She is the Queen of WORK so it’s amazing to hear Beyoncé refer to her work process as “tedious”. 

As we learned on Friday, Beyoncé covers the December 2020 issue of British Vogue, edited by Edward Enninful, and photographed for three covers by artist and photographer Kennedi Carter, “a bright talent who hails from the American south”. Last week in his editor’s letter, Edward mentioned that Beyoncé would be speaking… and that was the intrigue – because, as we know, Beyoncé does not participate in interviews. But she has made an exception for him. 


That’s because of what Edward has achieved, of course, but also what he showed her. He shares at the beginning of the interview that he stayed on Zoom for 12 hours from London to watch the photoshoot in New York. She herself shouts that out during their discussion, that she can’t believe he did that for 12 hours. But then again, this is Beyoncé, so who wouldn’t stick around on Zoom for half day, literally, to watch her be photographed and also, if it was Beyoncé, and she was editing, she would have done the same. 

As she notes later on in the conversation:

“It takes enormous patience to rock with me. My process is tedious.”


That’s my favourite part of the interview, the paragraph where she’s responding to his request to provide insight on her work process. 

She’s not calling herself a genius here. She’s not saying she has visions that come to her from the divine spirit. Her process is practical. Dare I say, her process is democratic. 

“I review every second of footage several times and know it backwards and forwards. I find every ounce of magic and then I deconstruct it. I keep building more layers and repeat this editing process for months. I won’t let up until it’s undeniably reached its full potential. I believe my strength is understanding how storytelling, music, lighting, angles, fashion, art direction, history, dance, and editing work together. They are all equally important.”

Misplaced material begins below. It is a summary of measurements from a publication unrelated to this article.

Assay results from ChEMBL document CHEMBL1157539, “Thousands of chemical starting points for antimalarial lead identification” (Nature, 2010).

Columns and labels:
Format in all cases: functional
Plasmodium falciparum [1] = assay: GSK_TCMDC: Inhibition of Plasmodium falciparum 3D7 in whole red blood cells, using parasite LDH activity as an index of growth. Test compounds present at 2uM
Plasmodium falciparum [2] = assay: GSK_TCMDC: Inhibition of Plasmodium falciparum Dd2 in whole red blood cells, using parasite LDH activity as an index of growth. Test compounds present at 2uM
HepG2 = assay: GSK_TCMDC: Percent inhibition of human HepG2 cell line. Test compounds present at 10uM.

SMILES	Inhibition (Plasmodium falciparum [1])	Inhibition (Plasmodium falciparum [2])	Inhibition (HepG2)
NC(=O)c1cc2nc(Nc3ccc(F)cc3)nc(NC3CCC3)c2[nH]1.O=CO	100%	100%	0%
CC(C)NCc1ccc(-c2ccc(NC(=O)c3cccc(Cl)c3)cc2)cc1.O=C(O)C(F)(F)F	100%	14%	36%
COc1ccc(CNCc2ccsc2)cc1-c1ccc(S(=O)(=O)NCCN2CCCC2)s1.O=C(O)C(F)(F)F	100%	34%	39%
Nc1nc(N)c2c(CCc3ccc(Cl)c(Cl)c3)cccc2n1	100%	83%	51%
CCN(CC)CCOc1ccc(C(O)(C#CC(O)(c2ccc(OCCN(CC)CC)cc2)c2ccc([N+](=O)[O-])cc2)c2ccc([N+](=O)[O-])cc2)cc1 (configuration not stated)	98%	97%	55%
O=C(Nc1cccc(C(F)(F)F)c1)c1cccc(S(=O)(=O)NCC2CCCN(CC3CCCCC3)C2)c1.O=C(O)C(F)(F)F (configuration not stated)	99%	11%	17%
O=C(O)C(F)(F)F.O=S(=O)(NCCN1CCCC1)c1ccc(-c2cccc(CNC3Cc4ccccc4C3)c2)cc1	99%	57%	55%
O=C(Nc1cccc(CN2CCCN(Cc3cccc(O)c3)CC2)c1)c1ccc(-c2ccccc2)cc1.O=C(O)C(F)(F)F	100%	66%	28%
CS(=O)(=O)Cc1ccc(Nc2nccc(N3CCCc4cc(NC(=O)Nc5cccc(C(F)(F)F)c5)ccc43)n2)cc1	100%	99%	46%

Beyoncé does this over and over again. Her process is about practising and preparing. It’s about research. What is Beyoncé’s strength according to Beyoncé? It’s “understanding” how everything “works together”. Which means she puts in the time to know what everyone is doing, to be an expert at all the elements, from the lighting to the editing to the history to whatever it is that needs to be known for any given project.

Since this is Beyoncé, who is intentional about how she represents herself, she doesn’t choose words casually. She’s calling her process “tedious” and saying that it requires “patience” because, clearly, not everyone is up to it. “Tedious” to some is a pain the ass. “Tedious” isn’t exactly a charming adjective. Often, in its official definitions, it’s described as “tiresome” and “monotonous”. 

This is the biggest star in the universe calling her work process “tedious”. It’s not sexy, it’s not flashy, it’s painstakingly detailed and maybe even boring – for the people who don’t get it. And they’ll quickly find out that they’re not on her level. The assumption out there is that to work with Beyoncé, the one and only, would be like the best sh-t ever. And that’s true. But to get to greatness isn’t going to be fun times, like a music video 24/7. In fact, most of the time it will be “tedious” times. But if you can f-ck with that vibe, the reward is… well… 

She has built an entire career on the reward of “tediousness”. 

We’ll have more on Beyoncé’s British Vogue interview later.